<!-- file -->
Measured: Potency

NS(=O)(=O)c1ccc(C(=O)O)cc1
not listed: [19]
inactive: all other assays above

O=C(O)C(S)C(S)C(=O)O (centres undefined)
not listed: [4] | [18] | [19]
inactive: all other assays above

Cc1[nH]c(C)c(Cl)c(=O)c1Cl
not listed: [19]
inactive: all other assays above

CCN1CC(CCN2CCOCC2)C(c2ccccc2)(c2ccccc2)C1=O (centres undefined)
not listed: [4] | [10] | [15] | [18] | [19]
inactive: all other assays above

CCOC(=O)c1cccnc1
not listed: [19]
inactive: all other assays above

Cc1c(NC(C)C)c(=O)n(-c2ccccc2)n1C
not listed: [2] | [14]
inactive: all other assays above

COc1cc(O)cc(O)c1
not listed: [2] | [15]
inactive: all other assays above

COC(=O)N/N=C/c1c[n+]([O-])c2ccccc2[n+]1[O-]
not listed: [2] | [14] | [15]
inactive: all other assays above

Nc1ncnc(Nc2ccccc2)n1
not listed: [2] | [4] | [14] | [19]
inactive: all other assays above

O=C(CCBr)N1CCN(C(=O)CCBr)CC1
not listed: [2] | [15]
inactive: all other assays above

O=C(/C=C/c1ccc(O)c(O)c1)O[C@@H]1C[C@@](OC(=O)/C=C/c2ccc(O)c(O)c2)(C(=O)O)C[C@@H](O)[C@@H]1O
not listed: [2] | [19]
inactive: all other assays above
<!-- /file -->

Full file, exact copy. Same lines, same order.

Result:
Measured: Potency

NS(=O)(=O)c1ccc(C(=O)O)cc1
not listed: [19]
inactive: all other assays above

O=C(O)C(S)C(S)C(=O)O (centres undefined)
not listed: [4] | [18] | [19]
inactive: all other assays above

Cc1[nH]c(C)c(Cl)c(=O)c1Cl
not listed: [19]
inactive: all other assays above

CCN1CC(CCN2CCOCC2)C(c2ccccc2)(c2ccccc2)C1=O (centres undefined)
not listed: [4] | [10] | [15] | [18] | [19]
inactive: all other assays above

CCOC(=O)c1cccnc1
not listed: [19]
inactive: all other assays above

Cc1c(NC(C)C)c(=O)n(-c2ccccc2)n1C
not listed: [2] | [14]
inactive: all other assays above

COc1cc(O)cc(O)c1
not listed: [2] | [15]
inactive: all other assays above

COC(=O)N/N=C/c1c[n+]([O-])c2ccccc2[n+]1[O-]
not listed: [2] | [14] | [15]
inactive: all other assays above

Nc1ncnc(Nc2ccccc2)n1
not listed: [2] | [4] | [14] | [19]
inactive: all other assays above

O=C(CCBr)N1CCN(C(=O)CCBr)CC1
not listed: [2] | [15]
inactive: all other assays above

O=C(/C=C/c1ccc(O)c(O)c1)O[C@@H]1C[C@@](OC(=O)/C=C/c2ccc(O)c(O)c2)(C(=O)O)C[C@@H](O)[C@@H]1O
not listed: [2] | [19]
inactive: all other assays above